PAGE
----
Sunday, April 3, 2016

From Conception to Execution: The evolution and realization of a Retro Mod - Part II

Part I dealt with the genesis of the idea for a way to make the modern Challenger look more "retro".

Part II details the design and fabrication process.


With the realization that a faux body kit side pipe was not only economically unfeasible, but also not nearly authentic enough (meaning, it had to function as intended), I went to work designing real side pipes.

I chose to design my own as opposed to buying something "off the rack" for a couple of reasons.  Foremost was the fact that of the choices out there, some were either way too small and expensive (designed for Corvettes or Shelby Cobras) or were cheap chrome knockoffs found on the back pages of parts magazines.

The other reason was, the Challenger is just plain big; from wheel well to wheel well, it measures 82 inches, of which the door itself is 51 inches.  There is nothing on the market proportioned correctly.

Having abandoned the idea of replicating the George Barris faux side pipe rocker kit (as detailed in Part I) I began researching side pipes as most people recognize them:

As illustrated above, the standard side pipe has a heat shield (absolutely necessary if you want to avoid 2nd degree burns on your calves).  Also as pictured above, 99.95% of all the side pipes you can buy are chrome over regular steel.  I've seen enough "chrome" in my time rapidly fail and nothing detracts from the appearance you're trying to achieve than flaking "chrome".

I decided my pipes would be black but it's almost impossible to find black side pipes. 

So, I realized I'd have to go bare metal and have them coated (more money); a ceramic coating capable of withstanding exhaust temperatures for two pipes would run me $600 +.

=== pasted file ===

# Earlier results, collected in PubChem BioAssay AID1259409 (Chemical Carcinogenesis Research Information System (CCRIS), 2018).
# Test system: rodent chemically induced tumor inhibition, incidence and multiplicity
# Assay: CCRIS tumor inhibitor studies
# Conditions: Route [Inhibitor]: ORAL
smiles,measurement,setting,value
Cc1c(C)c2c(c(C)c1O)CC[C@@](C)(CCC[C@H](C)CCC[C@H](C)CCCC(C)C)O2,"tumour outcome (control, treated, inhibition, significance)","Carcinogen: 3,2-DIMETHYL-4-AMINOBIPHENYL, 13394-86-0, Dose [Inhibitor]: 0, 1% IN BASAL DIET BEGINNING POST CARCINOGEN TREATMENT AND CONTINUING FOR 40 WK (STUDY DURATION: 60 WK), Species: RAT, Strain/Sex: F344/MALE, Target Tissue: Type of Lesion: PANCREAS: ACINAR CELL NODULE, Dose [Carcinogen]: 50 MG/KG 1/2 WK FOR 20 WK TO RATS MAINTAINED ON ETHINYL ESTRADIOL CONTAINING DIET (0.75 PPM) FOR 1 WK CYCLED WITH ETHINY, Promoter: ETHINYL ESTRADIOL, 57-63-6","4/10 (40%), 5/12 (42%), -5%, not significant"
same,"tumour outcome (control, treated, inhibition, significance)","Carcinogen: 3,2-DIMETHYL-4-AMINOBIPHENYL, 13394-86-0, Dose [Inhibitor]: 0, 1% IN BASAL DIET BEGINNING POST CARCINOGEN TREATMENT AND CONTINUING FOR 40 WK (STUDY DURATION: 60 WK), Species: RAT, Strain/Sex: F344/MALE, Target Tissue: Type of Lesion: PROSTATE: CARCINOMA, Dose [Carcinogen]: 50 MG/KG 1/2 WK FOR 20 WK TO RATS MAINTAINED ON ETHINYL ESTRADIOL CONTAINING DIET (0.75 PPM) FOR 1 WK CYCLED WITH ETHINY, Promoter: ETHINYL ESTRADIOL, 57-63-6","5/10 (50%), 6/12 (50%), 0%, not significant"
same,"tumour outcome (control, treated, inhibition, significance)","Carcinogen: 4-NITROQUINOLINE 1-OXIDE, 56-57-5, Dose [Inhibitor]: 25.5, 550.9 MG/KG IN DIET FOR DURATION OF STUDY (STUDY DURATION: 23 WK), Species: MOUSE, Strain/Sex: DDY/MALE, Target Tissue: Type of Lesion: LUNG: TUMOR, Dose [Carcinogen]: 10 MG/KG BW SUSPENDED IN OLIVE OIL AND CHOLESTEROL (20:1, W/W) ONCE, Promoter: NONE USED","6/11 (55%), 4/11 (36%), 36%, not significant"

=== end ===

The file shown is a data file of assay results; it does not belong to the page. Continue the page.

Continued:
My early design was going to incorporate a heat shield containing the diamond plate pattern of my car's overall design which I conceived of when still pursing the Barris rocker style pipe:

Once again I was taught a lesson in not knowing what I didn't know.  The first was that it would be almost impossible (meaning if possible, quite expensive) to have a 3 inch radius formed into a plate 4 1/2 inches wide.

The second lesson was that, despite over a dozen phone calls, I couldn't find a shop that could (1) produce such a radius, and (2) produce any type of radius on a piece more than 25 inches long.  This meant that I'd have to have a two piece heat shield, which for aesthetics sake alone would destroy the image of what I was trying to achieve.

After about a month of trial and error, I was almost ready to give up when my subconscious put 2+2 together and came up with a brainstorm idea; why not combine the two concepts?   Meaning, why not make a functional full side pipe but with the finned design of the Barris body kit?

Again, not knowing what I didn't know about welding; Every shop I spoke with said the same thing:  for the length of pipe I wanted, they would not, could not, guarantee the fins running the length of the pipe would be straight.

At this point I took stock in where I was on this project:
* can't afford the extruded process
* even if I could, couldn't use aluminum anyways if it was going to be functional (can't weld aluminum to stainless steel practically)
* can't find a place to bend sheets of stainless steel into the shape I needed
* can't find a place to bend sheets of stainless steel in the lengths I needed  

And yet, I wasn't ready to give up.  I kept surfing the net, following links upon links...then one day, it happened; the brainstorm to end all brainstorms!

I found a site that offered a free CAD program that would take the design you created and fabricate it. Suddenly I was hit with this idea:  why not design guides to slip along the length of the pipe that would hold the fins in place for welding?